Peabody honors Revolutionary War heroes at Patriots’ Day ceremony
A little more than 242 years ago, seven Peabody men (then from South Danvers) died defending their country from injustices. The city honored these men for their deeds at a solemn ceremony last Monday, held at the War Memorial on the corner of Sewall and Washington Streets. Surrounded by local dignitaries, including the mayor, veterans, Reverend Dr. Bert White and residents, their present-day counterparts fired off shots from their muskets to commemorate the occasion. Nearby, veteran commandant in the Marine Corps Steve Coddens played “Taps” from his bugle.
Calling the fallen men “saints,” Reverend White told a narrative of the first few days of the war and asked attendees to reflect on the “humiliation” and “inhuman bloodshed” of those days. He called attention to the fact that many of the fallen were “just boys” at 21 years old. He then led a prayer.
“As I look at the names on this statue, I think of the times we are in today,” Peabody Historical Society President Richard St. Pierre, who helped organize the event, remarked moments later. “We are living in some pretty dangerous times. These men who paid the ultimate sacrifice were living in dangerous times, too. I like to think that the spirit and the sacrifices they made remind of us of the ideals we have as Americans.”
“So many times our nation is tested.” said Mayor Ted Bettencourt, who paused to reflect on the occasion. “These men who sacrificed for our country, to build our country, are something special.”
Samuel Cook, 33, Benjamin Daland, 25, George Southwick, 25, Jotham Webb, 22, and Ebenezer Goldthwaite, 21, rested yards away. Jacobs, 21, is buried at the Jacobs Family Cemetery, while the locations of Putnam, 21, and Webb, 21, are unknown – although they are believed to lie in Danvers.
The group bravely descended on Lexington on April 19, 1775, to fight the British soldiers in a battle that would set off the Revolutionary War and eventually lead to American independence. Led by Colonel Pickering, the seven men were of an original 477 of local Boston-area troops that fought the British that day, which brought them through Arlington (Menotomy), Lexington and Concord; 49 were killed in the battle, with 39 wounded and 5 missing. The seven Danvers men were killed in a particularly violent skirmish at the Jason Russell house in Menotomy, when the British soldiers attacked them with bayonets.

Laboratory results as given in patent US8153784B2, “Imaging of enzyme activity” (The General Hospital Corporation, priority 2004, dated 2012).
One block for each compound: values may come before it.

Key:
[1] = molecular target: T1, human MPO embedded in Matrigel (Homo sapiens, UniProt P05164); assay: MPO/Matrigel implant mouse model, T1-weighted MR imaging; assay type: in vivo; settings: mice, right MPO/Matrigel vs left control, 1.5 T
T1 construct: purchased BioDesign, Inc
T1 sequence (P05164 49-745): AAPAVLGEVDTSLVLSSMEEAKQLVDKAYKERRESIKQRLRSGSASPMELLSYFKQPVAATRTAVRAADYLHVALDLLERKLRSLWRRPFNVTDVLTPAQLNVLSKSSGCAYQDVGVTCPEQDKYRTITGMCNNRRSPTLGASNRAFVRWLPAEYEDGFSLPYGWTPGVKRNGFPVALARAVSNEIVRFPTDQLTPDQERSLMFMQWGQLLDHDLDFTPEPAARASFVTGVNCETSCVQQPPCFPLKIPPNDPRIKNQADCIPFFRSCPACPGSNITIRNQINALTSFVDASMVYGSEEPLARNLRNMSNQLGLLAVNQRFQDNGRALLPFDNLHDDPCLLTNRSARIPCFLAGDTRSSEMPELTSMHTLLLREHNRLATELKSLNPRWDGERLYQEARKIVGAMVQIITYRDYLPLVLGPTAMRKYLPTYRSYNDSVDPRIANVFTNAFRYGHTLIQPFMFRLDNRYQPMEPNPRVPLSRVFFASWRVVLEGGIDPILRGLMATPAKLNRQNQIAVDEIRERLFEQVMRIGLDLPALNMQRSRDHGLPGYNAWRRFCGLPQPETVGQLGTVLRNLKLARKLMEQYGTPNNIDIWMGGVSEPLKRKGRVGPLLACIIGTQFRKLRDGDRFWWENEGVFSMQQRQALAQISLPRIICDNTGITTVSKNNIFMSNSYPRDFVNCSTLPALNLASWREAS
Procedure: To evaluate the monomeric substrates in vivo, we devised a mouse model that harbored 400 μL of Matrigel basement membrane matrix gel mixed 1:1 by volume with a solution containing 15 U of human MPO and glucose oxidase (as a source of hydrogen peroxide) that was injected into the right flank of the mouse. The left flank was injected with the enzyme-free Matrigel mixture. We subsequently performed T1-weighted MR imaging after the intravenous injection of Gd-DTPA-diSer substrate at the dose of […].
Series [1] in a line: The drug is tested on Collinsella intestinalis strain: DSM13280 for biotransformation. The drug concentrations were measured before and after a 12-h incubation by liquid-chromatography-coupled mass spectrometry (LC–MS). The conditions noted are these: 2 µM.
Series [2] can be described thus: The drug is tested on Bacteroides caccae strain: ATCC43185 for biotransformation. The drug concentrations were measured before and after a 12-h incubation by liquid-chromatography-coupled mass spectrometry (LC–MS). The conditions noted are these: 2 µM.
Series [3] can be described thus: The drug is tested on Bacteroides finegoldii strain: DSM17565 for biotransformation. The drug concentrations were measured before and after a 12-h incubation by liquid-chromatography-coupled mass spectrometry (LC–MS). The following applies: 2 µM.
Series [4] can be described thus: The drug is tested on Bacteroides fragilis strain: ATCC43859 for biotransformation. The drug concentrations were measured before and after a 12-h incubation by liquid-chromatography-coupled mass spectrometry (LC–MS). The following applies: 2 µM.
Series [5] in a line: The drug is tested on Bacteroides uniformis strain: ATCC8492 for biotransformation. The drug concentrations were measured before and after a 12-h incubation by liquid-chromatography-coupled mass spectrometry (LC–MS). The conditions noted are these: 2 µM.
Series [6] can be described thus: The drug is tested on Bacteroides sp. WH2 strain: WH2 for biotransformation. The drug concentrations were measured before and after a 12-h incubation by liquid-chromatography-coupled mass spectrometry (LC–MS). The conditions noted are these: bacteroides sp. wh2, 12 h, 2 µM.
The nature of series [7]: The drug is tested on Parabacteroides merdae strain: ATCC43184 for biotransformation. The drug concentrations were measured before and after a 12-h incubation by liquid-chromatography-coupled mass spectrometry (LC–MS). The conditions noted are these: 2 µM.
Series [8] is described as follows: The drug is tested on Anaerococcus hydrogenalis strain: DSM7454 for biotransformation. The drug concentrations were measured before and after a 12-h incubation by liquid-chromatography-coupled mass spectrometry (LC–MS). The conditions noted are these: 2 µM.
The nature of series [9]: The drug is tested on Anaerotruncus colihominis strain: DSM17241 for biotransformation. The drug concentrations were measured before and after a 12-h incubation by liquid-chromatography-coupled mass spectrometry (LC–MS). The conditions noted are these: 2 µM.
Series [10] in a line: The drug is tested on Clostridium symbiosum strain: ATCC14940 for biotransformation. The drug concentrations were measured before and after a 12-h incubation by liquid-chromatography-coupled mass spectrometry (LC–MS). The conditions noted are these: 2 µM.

Last Monday, they were represented by the Danvers Alarm List, a modern day adaptation of the actual “alarm list” – a regiment serving as the last line of defense, typically composed of elderly men who remained in their homes. Henry Rutkowski, Bill Clemens, Dan Cripps, Skip Wiley, Jim Driscoll and Billy Clemens represented the fallen men, dressed in authentic military uniform of the time period.
“It means everything,” said veteran of the 2nd Corps Cadets Ron Morneau of the ceremony. “[The revolutionary war] was the beginning of our freedom. Morneau is the commander of the Veterans Association; its office is at the armory in Danvers. Joined by fellow cadets Jim Sweet and Russ Bowden, Morneau said he was thankful for the sacrifices of the seven men celebrated last Monday. Looking to the future, he said that that we should be careful not to take our liberty for granted – “We must not be complacent.”
By Melanie Higgins
Northshore Mall brings the heat with renovations, additions
In Greek mythology, when one head of the Hydra is cut off, two grows in its place. That is certainly the case for the Northshore Mall, where Bancroft & Co. and Tony C’s Sports Bar & Grill will replace the late P.F. Chang’s. The huge Asian restaurant, which came with the mall’s last renovation in 2008, closed last week.